Mobile phone (in Germany called ,Handy,) setup is easy. Enough options offered by competing network servers with SIM card, special outlets or super markets or other stores. Buy the plan with the SIM on arrival.
The nicest thing about Wiesbaden are it’s many hot springs (Thermen) and Spa’s. There are many in this entire Rhine-Main region, which rests on a thin earth crust, therefore the many natural hot springs. Thousands of vineyards, good wines, too. Germany’s largest river Rhein offers plenty of river cruises starting Mainz/Wiesbaden along this most beautiful stretch of Germany, up to Cologne.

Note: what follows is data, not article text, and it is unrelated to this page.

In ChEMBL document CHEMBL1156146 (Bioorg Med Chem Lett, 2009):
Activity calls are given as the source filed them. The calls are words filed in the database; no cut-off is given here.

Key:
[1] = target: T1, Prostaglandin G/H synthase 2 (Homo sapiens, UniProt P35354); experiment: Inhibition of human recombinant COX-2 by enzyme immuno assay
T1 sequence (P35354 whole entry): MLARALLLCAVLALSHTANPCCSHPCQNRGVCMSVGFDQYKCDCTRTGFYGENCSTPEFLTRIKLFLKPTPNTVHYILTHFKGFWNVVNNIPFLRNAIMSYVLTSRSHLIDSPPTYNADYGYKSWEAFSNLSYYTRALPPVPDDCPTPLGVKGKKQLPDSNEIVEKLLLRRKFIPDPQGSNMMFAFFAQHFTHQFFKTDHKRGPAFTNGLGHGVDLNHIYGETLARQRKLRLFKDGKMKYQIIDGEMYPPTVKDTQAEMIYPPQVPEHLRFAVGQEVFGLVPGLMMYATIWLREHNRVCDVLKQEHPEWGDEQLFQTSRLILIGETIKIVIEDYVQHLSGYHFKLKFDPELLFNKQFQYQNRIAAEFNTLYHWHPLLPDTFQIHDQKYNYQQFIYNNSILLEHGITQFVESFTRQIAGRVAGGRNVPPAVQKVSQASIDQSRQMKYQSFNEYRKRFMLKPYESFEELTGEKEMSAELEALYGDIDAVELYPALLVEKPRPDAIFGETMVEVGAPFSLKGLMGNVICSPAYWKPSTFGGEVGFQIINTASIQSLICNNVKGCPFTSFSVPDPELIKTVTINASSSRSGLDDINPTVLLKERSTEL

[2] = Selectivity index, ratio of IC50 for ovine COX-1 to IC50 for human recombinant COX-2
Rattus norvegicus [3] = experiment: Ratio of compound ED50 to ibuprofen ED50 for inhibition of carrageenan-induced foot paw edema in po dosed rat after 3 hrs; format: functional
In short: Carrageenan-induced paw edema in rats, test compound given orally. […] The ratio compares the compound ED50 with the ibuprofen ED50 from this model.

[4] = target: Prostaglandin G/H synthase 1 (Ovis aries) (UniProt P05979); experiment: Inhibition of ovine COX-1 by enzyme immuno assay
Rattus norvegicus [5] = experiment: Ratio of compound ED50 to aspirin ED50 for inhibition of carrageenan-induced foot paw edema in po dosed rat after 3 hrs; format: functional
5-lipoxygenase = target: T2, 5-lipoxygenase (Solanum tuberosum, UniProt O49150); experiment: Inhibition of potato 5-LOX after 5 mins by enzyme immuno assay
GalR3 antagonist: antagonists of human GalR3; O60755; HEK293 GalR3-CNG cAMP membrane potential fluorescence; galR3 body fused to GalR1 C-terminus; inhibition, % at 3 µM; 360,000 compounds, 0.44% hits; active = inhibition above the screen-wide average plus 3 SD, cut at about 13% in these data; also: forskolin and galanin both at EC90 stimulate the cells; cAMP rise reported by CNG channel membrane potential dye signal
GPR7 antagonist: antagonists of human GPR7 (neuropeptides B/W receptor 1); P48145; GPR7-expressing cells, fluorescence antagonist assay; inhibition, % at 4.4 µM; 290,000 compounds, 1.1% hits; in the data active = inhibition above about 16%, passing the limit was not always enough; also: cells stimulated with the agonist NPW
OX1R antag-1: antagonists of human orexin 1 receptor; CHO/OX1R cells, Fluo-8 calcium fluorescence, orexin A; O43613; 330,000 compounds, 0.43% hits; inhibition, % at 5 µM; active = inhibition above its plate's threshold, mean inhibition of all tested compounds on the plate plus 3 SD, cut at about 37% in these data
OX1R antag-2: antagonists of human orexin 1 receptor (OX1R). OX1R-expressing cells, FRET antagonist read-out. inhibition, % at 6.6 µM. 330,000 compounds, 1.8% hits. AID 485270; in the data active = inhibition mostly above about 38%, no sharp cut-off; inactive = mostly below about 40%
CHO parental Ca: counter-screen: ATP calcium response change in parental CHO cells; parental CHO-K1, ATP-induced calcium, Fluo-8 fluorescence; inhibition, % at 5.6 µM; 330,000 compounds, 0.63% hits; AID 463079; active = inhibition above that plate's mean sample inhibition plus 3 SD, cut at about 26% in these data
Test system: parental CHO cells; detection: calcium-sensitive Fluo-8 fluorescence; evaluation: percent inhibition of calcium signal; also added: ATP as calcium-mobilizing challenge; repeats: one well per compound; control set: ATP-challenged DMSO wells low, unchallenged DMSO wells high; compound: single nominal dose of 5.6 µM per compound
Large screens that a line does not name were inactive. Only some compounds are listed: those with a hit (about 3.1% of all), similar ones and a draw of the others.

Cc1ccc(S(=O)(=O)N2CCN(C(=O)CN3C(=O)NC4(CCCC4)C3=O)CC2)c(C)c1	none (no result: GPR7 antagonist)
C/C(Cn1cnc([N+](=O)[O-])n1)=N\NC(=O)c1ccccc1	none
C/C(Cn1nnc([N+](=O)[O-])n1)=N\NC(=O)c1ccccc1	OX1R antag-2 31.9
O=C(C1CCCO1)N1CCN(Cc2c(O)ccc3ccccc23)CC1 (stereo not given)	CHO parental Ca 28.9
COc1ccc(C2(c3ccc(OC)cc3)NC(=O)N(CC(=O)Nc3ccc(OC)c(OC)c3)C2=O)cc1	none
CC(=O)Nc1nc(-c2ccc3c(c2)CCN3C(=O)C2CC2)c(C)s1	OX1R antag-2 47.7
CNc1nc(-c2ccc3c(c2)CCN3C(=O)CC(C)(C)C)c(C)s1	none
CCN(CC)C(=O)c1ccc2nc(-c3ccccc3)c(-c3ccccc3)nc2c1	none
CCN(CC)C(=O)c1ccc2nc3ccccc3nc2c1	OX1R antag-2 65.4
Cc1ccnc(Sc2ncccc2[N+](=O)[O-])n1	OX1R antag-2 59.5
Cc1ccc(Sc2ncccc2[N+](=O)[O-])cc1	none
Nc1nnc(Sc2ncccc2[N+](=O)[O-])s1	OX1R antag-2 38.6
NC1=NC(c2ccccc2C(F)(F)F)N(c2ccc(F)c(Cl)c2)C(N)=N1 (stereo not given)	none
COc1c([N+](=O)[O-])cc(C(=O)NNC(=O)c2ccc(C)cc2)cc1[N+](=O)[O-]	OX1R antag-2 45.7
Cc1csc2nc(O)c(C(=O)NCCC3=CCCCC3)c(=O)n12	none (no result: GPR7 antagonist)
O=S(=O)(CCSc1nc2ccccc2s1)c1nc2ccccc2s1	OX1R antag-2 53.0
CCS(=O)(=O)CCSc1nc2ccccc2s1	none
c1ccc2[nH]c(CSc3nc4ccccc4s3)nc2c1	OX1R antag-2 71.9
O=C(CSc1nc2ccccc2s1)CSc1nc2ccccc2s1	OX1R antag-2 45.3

Propaganda or eyewitness news ?, which in other words means my own personal experiences. Gestapo (Geheime Staatspolizei) was an equivalent to today’s citizens’ control and spy organizations, but operating within a fascist dictatorial rule, like in Nazi Germany. Nazi derived from National Socialist, the type of government under a dictator, subjecting citizens to very strict rules of obeisance. The only rule under the Nazi regime was: If you are NOT with us, you die. The punishment of choice was the guillotine (head shorter). During those times of WWII, a large number of extremely dedicated SS officers were needed for this Gestapo to function like a well oiled machine to keep the population under control. Control being the operative word. The Gestapo being the enforcers. Since they mostly operated enforcing their terror on civilians (the regular German army was at the Front, Russia) this had been even more traumatic, especially to small children. In order for this system to function as well as it did, an important aspect of it was the reliance on certain dedicated Nazi citizens to report on others, like neighbours, friends, even family. That is exactly what happened to us, my mother, sister and myself. A neighbour in our building, probably a superNazi, called in to the Gestapo reporting that my mother forbade us children to say Heil Hitler in school. I was 5 years old at that time. One day, our door bell rang, there were two Gestapo officers at the door, came in, checking out our flat even the attic, they thought my father who at that time was at the Russian Front, was hiding somewhere. Because my mother had two little children, that saved her life. Later that afternoon she tried to commit suicide, taking pills. I’ll never forget. And all this in the middle of the war, being subjected to daily and nightly bombings. Question remains: “What is so different now compared to then, with Government spy organizations controlling and terrifying citizens ?”